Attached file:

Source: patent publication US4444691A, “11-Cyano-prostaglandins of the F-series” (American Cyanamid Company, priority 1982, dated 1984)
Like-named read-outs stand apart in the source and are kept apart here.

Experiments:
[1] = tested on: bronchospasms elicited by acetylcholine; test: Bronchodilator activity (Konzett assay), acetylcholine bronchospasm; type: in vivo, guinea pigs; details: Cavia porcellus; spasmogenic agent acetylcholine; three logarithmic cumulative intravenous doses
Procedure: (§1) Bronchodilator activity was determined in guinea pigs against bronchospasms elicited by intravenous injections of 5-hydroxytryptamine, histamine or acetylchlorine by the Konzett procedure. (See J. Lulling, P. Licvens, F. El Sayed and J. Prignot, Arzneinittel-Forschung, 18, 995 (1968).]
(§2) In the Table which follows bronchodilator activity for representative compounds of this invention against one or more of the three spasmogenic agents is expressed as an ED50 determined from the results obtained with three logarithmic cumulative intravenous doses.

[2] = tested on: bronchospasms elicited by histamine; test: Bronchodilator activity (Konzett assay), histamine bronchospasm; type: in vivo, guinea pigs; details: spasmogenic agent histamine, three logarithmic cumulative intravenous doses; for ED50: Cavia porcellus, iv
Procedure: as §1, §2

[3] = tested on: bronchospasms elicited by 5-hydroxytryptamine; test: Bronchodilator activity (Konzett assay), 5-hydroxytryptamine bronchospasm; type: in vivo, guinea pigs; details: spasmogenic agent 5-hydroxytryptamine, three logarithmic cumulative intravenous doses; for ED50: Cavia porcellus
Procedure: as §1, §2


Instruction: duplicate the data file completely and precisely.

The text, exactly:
Source: patent publication US4444691A, “11-Cyano-prostaglandins of the F-series” (American Cyanamid Company, priority 1982, dated 1984)
Like-named read-outs stand apart in the source and are kept apart here.

Experiments:
[1] = tested on: bronchospasms elicited by acetylcholine; test: Bronchodilator activity (Konzett assay), acetylcholine bronchospasm; type: in vivo, guinea pigs; details: Cavia porcellus; spasmogenic agent acetylcholine; three logarithmic cumulative intravenous doses
Procedure: (§1) Bronchodilator activity was determined in guinea pigs against bronchospasms elicited by intravenous injections of 5-hydroxytryptamine, histamine or acetylchlorine by the Konzett procedure. (See J. Lulling, P. Licvens, F. El Sayed and J. Prignot, Arzneinittel-Forschung, 18, 995 (1968).]
(§2) In the Table which follows bronchodilator activity for representative compounds of this invention against one or more of the three spasmogenic agents is expressed as an ED50 determined from the results obtained with three logarithmic cumulative intravenous doses.

[2] = tested on: bronchospasms elicited by histamine; test: Bronchodilator activity (Konzett assay), histamine bronchospasm; type: in vivo, guinea pigs; details: spasmogenic agent histamine, three logarithmic cumulative intravenous doses; for ED50: Cavia porcellus, iv
Procedure: as §1, §2

[3] = tested on: bronchospasms elicited by 5-hydroxytryptamine; test: Bronchodilator activity (Konzett assay), 5-hydroxytryptamine bronchospasm; type: in vivo, guinea pigs; details: spasmogenic agent 5-hydroxytryptamine, three logarithmic cumulative intravenous doses; for ED50: Cavia porcellus
Procedure: as §1, §2